I think there are 3 great mysteries in the modern age:
1. The nature of dark matter, if that is what it really is
2. The nature of dark energy, if that is what it really is
3. The nature of autofocus error reports: equipment failure or user failure?
As you point out, the issue of giving a focus point (or a cluster of points) two targets at different distances is also a very complex issue. My D2h would consistently and repeatedly pick the background target, which was the biggest problem I had with that camera.
The problem was compounded because the sensors were very widely spaced and it was well known and easily proven that the actual AF sensor extended far beyond the small viewfinder reticle outlines. If you gave it one unambiguous target it was absolutely state of the art.
My D200 improved on that particular issue, although it was generally not in the same league in terms of tracking fast moving targets, and I found that the D300/700 improved things further, but it may also have been simply the benefit of more and smaller AF sensors. And with those cameras (300/700) I never found that the AF sensors extended very far, if at all, from the reticle outlines.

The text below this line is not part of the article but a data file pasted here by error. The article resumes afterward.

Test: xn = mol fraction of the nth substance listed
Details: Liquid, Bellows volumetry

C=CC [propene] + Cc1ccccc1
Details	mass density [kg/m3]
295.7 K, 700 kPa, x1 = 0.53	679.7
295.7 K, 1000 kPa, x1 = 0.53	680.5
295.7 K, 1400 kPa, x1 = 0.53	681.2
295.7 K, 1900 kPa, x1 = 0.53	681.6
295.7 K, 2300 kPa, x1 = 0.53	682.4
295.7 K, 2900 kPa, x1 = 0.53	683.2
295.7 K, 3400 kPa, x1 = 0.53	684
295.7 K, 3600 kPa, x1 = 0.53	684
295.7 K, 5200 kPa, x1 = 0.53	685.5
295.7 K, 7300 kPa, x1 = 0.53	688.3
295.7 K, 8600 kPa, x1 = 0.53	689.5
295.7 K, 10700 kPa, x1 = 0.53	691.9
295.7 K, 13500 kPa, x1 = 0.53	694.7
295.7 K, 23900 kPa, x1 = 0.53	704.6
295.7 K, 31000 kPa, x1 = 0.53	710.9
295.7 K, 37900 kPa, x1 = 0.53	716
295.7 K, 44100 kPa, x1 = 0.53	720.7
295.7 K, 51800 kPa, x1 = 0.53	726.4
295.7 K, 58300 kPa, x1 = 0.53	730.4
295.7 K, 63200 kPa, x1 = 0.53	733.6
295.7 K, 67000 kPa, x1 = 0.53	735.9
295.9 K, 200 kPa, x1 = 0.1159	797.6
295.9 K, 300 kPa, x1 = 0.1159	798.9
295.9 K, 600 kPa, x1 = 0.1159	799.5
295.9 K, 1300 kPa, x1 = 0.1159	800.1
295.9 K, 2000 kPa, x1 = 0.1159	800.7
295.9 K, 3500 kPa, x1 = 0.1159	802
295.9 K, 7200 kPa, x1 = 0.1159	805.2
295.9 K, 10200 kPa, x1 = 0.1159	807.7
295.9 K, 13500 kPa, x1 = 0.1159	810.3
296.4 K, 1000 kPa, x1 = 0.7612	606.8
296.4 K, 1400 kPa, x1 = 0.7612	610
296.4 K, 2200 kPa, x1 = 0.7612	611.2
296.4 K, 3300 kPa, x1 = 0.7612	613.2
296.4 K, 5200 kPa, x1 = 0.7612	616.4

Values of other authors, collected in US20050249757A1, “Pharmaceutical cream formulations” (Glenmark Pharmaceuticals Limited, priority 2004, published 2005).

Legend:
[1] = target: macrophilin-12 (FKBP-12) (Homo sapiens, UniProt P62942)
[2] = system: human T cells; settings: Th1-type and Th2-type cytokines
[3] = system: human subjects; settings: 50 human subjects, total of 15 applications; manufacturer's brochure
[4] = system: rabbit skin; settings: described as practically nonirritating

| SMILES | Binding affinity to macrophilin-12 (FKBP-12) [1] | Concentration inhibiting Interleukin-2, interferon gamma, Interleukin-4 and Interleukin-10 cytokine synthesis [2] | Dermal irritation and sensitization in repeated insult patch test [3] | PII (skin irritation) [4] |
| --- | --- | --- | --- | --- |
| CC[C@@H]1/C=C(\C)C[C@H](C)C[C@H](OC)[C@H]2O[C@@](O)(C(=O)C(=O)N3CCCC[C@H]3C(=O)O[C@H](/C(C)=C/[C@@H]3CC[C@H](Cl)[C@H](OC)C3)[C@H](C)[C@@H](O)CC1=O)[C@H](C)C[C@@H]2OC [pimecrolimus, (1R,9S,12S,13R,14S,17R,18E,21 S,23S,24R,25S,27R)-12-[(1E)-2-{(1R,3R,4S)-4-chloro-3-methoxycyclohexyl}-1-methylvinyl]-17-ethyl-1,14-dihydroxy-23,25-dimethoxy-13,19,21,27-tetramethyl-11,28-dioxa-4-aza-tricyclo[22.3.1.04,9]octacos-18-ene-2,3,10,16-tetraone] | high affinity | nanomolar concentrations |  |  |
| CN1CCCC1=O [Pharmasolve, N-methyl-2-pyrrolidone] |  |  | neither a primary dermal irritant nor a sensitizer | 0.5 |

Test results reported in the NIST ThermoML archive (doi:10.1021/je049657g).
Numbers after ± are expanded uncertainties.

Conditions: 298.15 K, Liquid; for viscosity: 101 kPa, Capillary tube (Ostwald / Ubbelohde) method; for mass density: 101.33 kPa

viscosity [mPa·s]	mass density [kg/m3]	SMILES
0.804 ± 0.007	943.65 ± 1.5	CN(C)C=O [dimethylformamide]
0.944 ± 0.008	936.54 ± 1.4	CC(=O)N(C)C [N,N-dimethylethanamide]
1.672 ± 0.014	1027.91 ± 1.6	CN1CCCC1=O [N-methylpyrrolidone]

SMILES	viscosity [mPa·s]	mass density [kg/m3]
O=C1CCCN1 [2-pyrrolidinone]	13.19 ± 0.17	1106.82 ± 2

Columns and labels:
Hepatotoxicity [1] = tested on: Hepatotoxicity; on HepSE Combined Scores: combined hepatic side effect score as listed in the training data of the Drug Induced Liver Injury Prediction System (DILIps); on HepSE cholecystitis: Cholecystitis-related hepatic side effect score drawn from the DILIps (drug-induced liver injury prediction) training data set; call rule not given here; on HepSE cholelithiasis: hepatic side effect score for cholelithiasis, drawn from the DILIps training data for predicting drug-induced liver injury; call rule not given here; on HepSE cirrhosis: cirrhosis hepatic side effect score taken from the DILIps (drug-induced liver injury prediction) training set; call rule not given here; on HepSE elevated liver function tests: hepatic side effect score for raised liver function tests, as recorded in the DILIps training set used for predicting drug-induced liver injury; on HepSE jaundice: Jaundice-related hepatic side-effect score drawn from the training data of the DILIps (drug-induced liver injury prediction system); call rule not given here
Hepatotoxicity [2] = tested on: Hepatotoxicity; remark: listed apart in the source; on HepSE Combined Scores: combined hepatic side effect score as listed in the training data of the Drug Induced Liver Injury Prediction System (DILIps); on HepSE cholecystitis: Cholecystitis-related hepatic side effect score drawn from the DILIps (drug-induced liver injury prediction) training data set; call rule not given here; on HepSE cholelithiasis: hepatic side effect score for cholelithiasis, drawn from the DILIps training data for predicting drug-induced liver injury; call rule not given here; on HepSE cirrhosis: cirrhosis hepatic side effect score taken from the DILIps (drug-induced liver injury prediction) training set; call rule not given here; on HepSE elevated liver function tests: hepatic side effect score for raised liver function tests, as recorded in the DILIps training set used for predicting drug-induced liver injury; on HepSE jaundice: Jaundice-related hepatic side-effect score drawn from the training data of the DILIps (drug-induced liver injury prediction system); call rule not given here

And the 51 pt AF viewfinder reticle positions are packed so tightly that if it did extend beyond the reticle then it would arguably be "sensor bleed" where the adjacent sensor was used. In other words... is it possible for two adjacent sensors to be reading the same area, and if not then it would be impossible for the sensor to extend beyond the indicated reticle outline.
I think you are taking the correct approach- methodically studying the results and not assuming that any deviation from your expectations are some sort of "failure".
The most interesting aspect of the D600 (to me) is the new f/8 specification. It implies that even at wider apertures the AF engine should be more responsive to difficult targets- dark targets and low contrast targets. But that is just a hunch.